Argentina demands more immigration rights into the Falklands

17 Oct

Yesterday in the Argentine Parliament a request was submitted to the Executive asking the Government to find ways in which to circumvent controls in the Falkland Islands which restrict immigration.

The request claimed that, contrary to Argentina’s own welcoming policy, the regime in the Falkland Islands imposes restrictions that are, “arbitrary, unilateral and discriminatory,” and which, “violates human rights and the basic rules governing the civilized world.”

“The Executive must include this point in claims to the United Nations. Argentines must have the right to settle in the Falklands”.

During the same session a draft statement was presented rejecting the right of the Falkland Islanders to hold a referendum on their future status, on the basis that, “this right arises for those people who have not been transplanted by force.”

Immigration to the all Non-Self-Governing Territories is subject to United Nations Resolution 35/118 of 1980 which states in Annex 9 that; “Member States shall adopt the necessary measures to discourage or prevent the systematic influx of outside immigrants and settlers into Territories under colonial domination, which disrupts the demographic composition of those Territories and may constitute a major obstacle to the genuine exercise of the right to self-determination and independence by the people of those Territories.”

The Falkland Islands were first claimed by Britain in 1765. Argentina dates its claim to 1833, accusing Britain of ousting an Argentine settlement on East Falkland Island. The pretensions of Buenos Aires at that time had been protested by Britain in 1829.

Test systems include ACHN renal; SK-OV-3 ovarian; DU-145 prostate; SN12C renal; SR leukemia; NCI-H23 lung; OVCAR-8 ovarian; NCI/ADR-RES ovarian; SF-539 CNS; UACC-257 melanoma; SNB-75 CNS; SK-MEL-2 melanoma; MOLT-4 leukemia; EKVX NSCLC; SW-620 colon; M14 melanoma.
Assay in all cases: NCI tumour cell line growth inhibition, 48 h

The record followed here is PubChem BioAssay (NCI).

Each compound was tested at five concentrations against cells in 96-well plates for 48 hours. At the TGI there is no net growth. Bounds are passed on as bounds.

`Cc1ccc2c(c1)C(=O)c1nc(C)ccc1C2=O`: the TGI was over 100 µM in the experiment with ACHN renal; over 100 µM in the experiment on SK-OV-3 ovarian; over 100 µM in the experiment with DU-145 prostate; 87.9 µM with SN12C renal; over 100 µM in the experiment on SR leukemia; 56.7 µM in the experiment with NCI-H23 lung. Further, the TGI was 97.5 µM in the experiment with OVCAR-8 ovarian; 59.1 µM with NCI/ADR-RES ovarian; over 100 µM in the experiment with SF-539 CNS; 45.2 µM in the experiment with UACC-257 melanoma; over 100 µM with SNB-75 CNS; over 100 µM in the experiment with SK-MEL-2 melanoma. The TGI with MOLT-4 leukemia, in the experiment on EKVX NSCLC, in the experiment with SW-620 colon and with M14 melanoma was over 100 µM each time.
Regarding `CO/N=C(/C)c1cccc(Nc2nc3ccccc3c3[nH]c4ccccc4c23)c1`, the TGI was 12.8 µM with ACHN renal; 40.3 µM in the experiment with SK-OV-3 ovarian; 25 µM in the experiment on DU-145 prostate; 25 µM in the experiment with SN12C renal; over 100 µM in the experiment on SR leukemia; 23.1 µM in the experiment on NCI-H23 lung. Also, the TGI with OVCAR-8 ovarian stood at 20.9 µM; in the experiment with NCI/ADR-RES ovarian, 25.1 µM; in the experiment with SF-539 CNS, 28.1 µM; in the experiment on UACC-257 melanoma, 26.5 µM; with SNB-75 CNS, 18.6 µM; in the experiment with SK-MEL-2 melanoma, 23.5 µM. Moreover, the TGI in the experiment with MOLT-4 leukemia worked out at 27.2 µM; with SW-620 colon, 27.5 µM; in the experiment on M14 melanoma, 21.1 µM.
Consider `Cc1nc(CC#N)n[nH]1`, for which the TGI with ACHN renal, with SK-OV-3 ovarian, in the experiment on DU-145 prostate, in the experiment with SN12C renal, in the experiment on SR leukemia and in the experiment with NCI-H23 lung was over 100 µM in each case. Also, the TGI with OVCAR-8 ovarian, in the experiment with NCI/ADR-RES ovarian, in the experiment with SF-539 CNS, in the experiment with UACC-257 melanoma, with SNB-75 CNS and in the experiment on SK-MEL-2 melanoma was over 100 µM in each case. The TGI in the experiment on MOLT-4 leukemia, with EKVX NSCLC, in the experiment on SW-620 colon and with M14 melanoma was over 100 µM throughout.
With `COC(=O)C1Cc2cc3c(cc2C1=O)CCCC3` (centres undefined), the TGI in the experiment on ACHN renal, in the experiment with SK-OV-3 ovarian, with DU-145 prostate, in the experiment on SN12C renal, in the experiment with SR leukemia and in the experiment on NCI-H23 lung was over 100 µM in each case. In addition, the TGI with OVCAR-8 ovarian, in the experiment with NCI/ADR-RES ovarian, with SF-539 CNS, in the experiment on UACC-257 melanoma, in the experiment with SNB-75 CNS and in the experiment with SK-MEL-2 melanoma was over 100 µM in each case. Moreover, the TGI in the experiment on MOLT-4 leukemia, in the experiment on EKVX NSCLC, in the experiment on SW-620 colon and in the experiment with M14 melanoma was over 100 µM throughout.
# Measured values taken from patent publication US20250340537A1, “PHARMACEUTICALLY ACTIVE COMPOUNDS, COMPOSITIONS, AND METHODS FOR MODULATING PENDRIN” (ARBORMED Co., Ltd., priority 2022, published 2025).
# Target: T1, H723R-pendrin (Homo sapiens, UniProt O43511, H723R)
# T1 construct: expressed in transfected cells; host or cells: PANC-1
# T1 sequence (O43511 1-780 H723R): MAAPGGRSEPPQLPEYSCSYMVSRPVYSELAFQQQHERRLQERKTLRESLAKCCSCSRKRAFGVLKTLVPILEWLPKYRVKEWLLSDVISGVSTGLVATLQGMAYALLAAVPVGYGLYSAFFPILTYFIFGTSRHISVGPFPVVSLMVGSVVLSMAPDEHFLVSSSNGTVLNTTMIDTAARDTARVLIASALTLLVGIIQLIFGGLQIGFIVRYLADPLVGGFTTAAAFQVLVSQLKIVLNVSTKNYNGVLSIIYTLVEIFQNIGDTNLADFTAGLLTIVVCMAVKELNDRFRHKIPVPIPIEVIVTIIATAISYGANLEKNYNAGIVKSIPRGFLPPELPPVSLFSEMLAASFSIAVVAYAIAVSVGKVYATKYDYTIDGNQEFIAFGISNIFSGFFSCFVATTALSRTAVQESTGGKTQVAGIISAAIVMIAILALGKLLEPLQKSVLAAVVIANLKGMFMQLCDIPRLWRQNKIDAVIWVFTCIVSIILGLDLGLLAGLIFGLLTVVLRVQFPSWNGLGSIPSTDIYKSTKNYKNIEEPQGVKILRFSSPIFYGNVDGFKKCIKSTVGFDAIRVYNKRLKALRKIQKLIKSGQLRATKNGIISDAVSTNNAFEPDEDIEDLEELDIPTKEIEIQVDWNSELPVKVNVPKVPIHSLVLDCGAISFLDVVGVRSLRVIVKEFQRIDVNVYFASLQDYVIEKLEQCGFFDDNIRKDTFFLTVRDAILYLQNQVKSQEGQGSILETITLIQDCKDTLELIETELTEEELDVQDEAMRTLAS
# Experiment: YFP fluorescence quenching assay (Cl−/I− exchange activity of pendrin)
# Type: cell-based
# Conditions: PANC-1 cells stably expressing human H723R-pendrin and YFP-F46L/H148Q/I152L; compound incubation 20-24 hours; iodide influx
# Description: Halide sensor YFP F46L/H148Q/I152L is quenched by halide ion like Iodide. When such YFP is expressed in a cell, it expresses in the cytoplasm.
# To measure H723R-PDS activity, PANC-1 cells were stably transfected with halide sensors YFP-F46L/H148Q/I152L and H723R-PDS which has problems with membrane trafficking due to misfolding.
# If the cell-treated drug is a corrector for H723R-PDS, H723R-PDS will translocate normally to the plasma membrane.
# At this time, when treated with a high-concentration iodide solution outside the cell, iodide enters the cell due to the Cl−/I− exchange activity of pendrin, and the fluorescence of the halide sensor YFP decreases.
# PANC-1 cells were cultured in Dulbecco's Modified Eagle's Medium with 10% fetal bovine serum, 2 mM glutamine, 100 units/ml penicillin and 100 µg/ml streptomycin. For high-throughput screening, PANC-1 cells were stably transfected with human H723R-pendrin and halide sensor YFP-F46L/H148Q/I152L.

16 Responses to “Argentina demands more immigration rights into the Falklands”

  1. Robert Engish October 17, 2012 at 7:03 am #

    And till the Goverment in Argentina can respect and treat the Falklanders as a people ( rather than an inplanted group).

    Its only going to get worse for then they are makeing a rod for their own back !

  2. lornefirth October 17, 2012 at 11:08 am #

    dear argies Why should you be trusted, the last time you were marching up Ross rd armed to the teeth so much for your style of immigration.Do you have a goverment dept of stupid ideas

    • eric (@realaleisbest) November 2, 2012 at 9:08 pm #

      Yes they do have a department of stupid ideas, Head of department is Hector Timerman! They don’t come any more stupid than that.

  3. CLopez October 17, 2012 at 1:15 pm #

    It can be said that Argentina claimed the Malvinas as part of its territory since the first days of the revolution in 1810:

    At that time it was still occupied by Spanish troops, many of them ‘criollos’ of the new countries.

    Moreover, in 1820 they were formally took possession of, and the British didn’t protest. First attempts to colonize the islands began in 1824.

    • lordton1955 October 17, 2012 at 11:57 pm #

      It can be said – but it wouldn’t be tru. You need to check your facts about that obscure claim for wages. It was passed back to loyalist Montevideo!

      The Spanish troops only occupied the penal colony in Soledad. They left in 1811 having stayed loyal to Spain.

      There was no formal taking of possession in 1820. That didn’t happen until 1829.

      Vernet’s 1824 venture failed. When he went back in 1826 he had British permission.